By Williams Eghebi
History reminds me that in the colonial era up to mid seventies, enlistment into the Nigeria Army was not worthy of celebration.
During that time the very strong youths with criminal tendencies were most likely to be ferried to army recruitment camps by their parents or guardians. These potential soldiers were those with seemingly poor academic potentials.
This wrong perception was not peculiar to the army. In the rural areas, children with frail physique were those granted permission to acquire Western education. Those who were muscular were reserved by their parents to join them till the soil in their farms.
Nicholas Chukwuka Agbogun, by all standards was born into a comfortable family. His father was the Ozomor of Agbor Kingdom. The hereditary chieftaincy position bestowed on his father, the traditional head of Ihu-Ozomor which comprises Alisimie, Oza-nogogo and Alienor(Alizomor, Alisor, Alileha and Omumu). He was given the rare privilege of secondary education.
With his sterling result, it was natural that he migrate to the university. Nick Agbogun chose otherwise. And he had his reasons.
“While in secondary school, we had close contacts with young army officers. Sanni Abacha and a few other young soldiers were coming to our sports ground to play football and hockey as there was a robust army base in Agbor.
“These soldiers became our cult heroes and mentors. Despite age differential, they spoke with us freely, telling us the inherent gains from military career. And I agreed”.
He got enlisted into the Nigeria Army in his first attempt, fortunately for him, the recruitment officer forgot to take his height. The jackboots and his clean khaki didn’t submerge his academic ambition. No wonder he returned to school to obtain degrees in Computer Science and Mathematics. His obsession for knowledge may have denied him the opportunity of becoming state military administrator at a time his inferiors got the political appointment.
After a meritorious service he didn’t retire to his village to share folktales with his wife in solitary.
As he neared retirement in the army where he rose to the rank of Major General, he began to take more leadership role in community affiliate groups. His love for Agbor Kingdom forced him to return home after retirement and he was chosen to serve as the President-General of Agbor Community Union.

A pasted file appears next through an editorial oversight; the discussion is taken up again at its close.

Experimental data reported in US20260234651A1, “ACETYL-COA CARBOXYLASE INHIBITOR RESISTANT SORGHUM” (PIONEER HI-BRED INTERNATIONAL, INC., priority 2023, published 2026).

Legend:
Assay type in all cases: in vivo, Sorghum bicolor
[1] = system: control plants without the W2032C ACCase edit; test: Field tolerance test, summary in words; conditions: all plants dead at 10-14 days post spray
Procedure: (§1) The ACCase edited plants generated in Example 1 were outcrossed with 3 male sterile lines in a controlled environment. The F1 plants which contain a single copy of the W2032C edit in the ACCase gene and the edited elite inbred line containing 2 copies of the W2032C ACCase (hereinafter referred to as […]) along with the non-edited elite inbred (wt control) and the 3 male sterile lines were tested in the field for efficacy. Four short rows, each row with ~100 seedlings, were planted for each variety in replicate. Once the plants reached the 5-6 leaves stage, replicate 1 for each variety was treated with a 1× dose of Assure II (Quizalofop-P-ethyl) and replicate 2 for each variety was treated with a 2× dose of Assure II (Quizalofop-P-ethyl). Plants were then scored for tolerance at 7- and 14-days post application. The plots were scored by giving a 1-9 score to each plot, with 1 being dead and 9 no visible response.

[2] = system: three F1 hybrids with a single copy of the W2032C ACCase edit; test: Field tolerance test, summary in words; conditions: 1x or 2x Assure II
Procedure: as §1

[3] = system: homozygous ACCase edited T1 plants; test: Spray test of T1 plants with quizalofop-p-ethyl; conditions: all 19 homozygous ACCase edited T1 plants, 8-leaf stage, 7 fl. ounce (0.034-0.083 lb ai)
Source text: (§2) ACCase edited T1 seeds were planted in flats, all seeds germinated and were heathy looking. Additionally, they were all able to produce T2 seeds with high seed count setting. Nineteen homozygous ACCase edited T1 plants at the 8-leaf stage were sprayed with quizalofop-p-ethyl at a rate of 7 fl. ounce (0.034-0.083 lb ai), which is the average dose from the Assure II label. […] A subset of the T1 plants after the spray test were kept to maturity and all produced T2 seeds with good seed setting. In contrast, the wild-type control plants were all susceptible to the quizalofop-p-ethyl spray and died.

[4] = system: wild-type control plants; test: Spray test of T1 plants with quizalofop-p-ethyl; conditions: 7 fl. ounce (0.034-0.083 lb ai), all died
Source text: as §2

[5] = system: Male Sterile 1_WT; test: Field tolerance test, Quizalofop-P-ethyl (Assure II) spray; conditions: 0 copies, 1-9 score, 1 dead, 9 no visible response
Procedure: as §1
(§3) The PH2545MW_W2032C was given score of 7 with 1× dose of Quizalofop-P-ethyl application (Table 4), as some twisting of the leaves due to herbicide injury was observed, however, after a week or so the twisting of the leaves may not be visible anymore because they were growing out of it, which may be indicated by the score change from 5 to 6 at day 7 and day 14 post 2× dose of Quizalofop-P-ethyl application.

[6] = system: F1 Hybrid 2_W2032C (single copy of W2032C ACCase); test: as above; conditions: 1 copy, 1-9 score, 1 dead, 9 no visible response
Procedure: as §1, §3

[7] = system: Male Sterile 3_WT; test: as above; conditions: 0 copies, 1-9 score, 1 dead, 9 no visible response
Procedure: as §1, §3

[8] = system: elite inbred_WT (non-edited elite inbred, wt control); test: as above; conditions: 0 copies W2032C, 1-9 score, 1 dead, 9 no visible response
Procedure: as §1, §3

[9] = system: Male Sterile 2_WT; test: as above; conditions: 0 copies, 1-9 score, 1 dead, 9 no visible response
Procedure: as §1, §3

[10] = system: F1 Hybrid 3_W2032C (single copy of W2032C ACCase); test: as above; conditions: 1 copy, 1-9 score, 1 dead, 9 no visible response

His leadership of the Agbor apex group no doubt, remains the reference point considering the high status the era created.
Maj Gen Nicholas Chukwuka Agbogun (rtd) due to immense pressure joined the All Progressives Congress, APC, thinking he could make meaningful impact. Not long after, he found out that he was in a wrong place.
It was therefore not strange when he swapped the broom for the big umbrella of the PDP. With the presence of his friends in the PDP, the retired soldier became a leader ahead of many he met in the party.
Many felt his unfettered access to the Delta State Governor was going to ensure the road leading to his Alizomor country home would receive urgent attention. “The performance of Senator Okowa was the major reason I joined PDP. I am not going to be selfish and inconsiderate. The governor is doing much even in the face of downward revenue earnings. I am very confident that my community will have reason to smile soon,” he said.
The presence of Maj Gen Agbogun in the party literally ruffled a few feathers. Against all odds, he chose not to give his allegiance to any tendency or faction except the mainstream PDP.
This uncommon action, wormed him to the leadership of the party in Asaba. Not many will doubt that in future political matrix, his input won’t be undermined.
The highest impact of Maj Gen Agbogun’s efforts was seen in his steely resolve to be the patron of Concerned Agbor Citizens, CAC. This group which arose from the spontaneous desire of members to at the risk of personal denial to inspire and defend all Agbor interests.
This group has shown enormous capacity and cerebral sagacity to defend Agbor and her people. In doing this, injuries were sustained.
It is very inspiring that on his 70th birthday, kind messages dotted several national newspapers. He isn’t the first army officer of the rank, yet he has become the fancy of reliable power blocs in Agbor and beyond.
He didn’t attain this status by double-speaking which has become the pastime of his peers in partisan politics.
If there is anything that Maj Gen Agbogun is passing to the conservative senior citizens in politics, it’s the charge for them to up their game, inculcating the interests of the younger folks in their decisions. Again, he has also sent a clear and unambiguous message to his contemporaries in diaspora to relate more with their kith and kin at home.
Agbor Kingdom is graciously blessed with great men and women, doing well in their chosen spheres. In addition, we are proud to have a king with enviable carriage and unmatched social flaunt.
Sadly, we are yet to tap to acceptable measure from these rare blessings. MajGen Agbogun, now the Ozomor Onyia of Akumazi, has additional responsibility to use his immense contacts and pedigree to ensure a coalition of all positive forces in the interest of our great kingdom.
At 70 years old, there is a spiritual promotion that bestows on him the power to serve the community on a higher platform. Nick is not a small fry. Undermine him at your peril.
I wish you more fruitful years ahead.
Mr. Eghebi wrote from Agbor, Delta State